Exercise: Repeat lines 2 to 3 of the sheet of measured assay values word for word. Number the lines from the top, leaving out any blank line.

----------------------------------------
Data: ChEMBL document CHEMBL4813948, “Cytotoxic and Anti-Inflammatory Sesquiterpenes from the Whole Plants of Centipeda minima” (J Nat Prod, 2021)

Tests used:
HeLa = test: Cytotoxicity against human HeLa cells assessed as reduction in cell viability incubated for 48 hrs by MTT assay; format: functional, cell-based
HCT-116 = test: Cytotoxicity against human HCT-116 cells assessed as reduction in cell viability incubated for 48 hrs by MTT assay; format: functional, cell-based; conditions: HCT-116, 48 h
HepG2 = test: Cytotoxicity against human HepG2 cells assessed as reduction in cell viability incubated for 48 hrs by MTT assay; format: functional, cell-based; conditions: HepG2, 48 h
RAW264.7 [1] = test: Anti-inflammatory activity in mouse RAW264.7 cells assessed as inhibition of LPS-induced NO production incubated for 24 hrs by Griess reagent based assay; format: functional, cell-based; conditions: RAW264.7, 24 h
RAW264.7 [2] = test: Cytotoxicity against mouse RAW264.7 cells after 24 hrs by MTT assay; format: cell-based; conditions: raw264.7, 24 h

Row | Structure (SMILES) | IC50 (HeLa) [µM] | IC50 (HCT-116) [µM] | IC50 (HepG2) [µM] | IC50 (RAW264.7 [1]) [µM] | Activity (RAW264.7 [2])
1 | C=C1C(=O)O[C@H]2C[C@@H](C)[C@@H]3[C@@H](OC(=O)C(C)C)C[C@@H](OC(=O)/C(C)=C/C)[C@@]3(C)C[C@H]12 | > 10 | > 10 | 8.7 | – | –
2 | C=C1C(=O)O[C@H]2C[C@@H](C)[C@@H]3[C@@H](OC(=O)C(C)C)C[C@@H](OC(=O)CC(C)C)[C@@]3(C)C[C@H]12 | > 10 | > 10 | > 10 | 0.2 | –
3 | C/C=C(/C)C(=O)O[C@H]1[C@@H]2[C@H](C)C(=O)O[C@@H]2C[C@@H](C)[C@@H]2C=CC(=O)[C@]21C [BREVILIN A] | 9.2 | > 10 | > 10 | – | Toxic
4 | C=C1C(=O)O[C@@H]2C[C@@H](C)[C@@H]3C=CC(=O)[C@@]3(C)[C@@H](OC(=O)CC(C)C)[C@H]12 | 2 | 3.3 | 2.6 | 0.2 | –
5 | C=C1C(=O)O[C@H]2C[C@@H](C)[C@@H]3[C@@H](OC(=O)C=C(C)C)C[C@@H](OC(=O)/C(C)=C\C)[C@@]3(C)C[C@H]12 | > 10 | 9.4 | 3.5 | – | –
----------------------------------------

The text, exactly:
Tests used:
HeLa = test: Cytotoxicity against human HeLa cells assessed as reduction in cell viability incubated for 48 hrs by MTT assay; format: functional, cell-based